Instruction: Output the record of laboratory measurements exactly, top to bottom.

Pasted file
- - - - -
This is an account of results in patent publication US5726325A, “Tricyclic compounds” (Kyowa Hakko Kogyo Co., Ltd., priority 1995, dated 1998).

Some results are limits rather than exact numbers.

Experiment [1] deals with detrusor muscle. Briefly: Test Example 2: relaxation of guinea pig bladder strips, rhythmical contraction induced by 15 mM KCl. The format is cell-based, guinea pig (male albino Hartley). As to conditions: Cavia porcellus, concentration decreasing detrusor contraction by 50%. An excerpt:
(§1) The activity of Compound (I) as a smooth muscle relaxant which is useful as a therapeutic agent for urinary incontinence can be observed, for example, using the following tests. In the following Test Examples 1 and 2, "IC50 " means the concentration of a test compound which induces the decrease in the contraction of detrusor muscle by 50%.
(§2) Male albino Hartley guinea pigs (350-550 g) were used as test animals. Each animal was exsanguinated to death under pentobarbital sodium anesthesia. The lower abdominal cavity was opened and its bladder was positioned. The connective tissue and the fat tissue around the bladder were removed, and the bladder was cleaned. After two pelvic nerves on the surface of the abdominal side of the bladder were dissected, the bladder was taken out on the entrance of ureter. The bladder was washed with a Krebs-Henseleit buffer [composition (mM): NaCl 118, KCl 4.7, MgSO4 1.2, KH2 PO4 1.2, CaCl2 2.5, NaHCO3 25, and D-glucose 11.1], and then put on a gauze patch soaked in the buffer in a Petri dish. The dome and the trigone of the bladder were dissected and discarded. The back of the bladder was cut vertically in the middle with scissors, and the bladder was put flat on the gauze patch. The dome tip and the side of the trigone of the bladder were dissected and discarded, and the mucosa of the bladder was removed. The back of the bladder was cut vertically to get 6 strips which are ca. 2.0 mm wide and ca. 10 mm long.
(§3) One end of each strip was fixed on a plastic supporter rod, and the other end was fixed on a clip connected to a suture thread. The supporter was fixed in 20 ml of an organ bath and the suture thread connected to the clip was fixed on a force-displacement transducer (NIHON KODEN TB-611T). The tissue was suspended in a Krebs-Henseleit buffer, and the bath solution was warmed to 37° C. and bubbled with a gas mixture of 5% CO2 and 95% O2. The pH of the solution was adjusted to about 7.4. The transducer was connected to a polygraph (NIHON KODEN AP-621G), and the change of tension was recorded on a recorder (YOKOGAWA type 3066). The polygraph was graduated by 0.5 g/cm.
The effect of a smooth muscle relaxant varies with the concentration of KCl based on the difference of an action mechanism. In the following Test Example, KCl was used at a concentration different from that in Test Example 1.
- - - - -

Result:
This is an account of results in patent publication US5726325A, “Tricyclic compounds” (Kyowa Hakko Kogyo Co., Ltd., priority 1995, dated 1998).

Some results are limits rather than exact numbers.

Experiment [1] deals with detrusor muscle. Briefly: Test Example 2: relaxation of guinea pig bladder strips, rhythmical contraction induced by 15 mM KCl. The format is cell-based, guinea pig (male albino Hartley). As to conditions: Cavia porcellus, concentration decreasing detrusor contraction by 50%. An excerpt:
(§1) The activity of Compound (I) as a smooth muscle relaxant which is useful as a therapeutic agent for urinary incontinence can be observed, for example, using the following tests. In the following Test Examples 1 and 2, "IC50 " means the concentration of a test compound which induces the decrease in the contraction of detrusor muscle by 50%.
(§2) Male albino Hartley guinea pigs (350-550 g) were used as test animals. Each animal was exsanguinated to death under pentobarbital sodium anesthesia. The lower abdominal cavity was opened and its bladder was positioned. The connective tissue and the fat tissue around the bladder were removed, and the bladder was cleaned. After two pelvic nerves on the surface of the abdominal side of the bladder were dissected, the bladder was taken out on the entrance of ureter. The bladder was washed with a Krebs-Henseleit buffer [composition (mM): NaCl 118, KCl 4.7, MgSO4 1.2, KH2 PO4 1.2, CaCl2 2.5, NaHCO3 25, and D-glucose 11.1], and then put on a gauze patch soaked in the buffer in a Petri dish. The dome and the trigone of the bladder were dissected and discarded. The back of the bladder was cut vertically in the middle with scissors, and the bladder was put flat on the gauze patch. The dome tip and the side of the trigone of the bladder were dissected and discarded, and the mucosa of the bladder was removed. The back of the bladder was cut vertically to get 6 strips which are ca. 2.0 mm wide and ca. 10 mm long.
(§3) One end of each strip was fixed on a plastic supporter rod, and the other end was fixed on a clip connected to a suture thread. The supporter was fixed in 20 ml of an organ bath and the suture thread connected to the clip was fixed on a force-displacement transducer (NIHON KODEN TB-611T). The tissue was suspended in a Krebs-Henseleit buffer, and the bath solution was warmed to 37° C. and bubbled with a gas mixture of 5% CO2 and 95% O2. The pH of the solution was adjusted to about 7.4. The transducer was connected to a polygraph (NIHON KODEN AP-621G), and the change of tension was recorded on a recorder (YOKOGAWA type 3066). The polygraph was graduated by 0.5 g/cm.
The effect of a smooth muscle relaxant varies with the concentration of KCl based on the difference of an action mechanism. In the following Test Example, KCl was used at a concentration different from that in Test Example 1.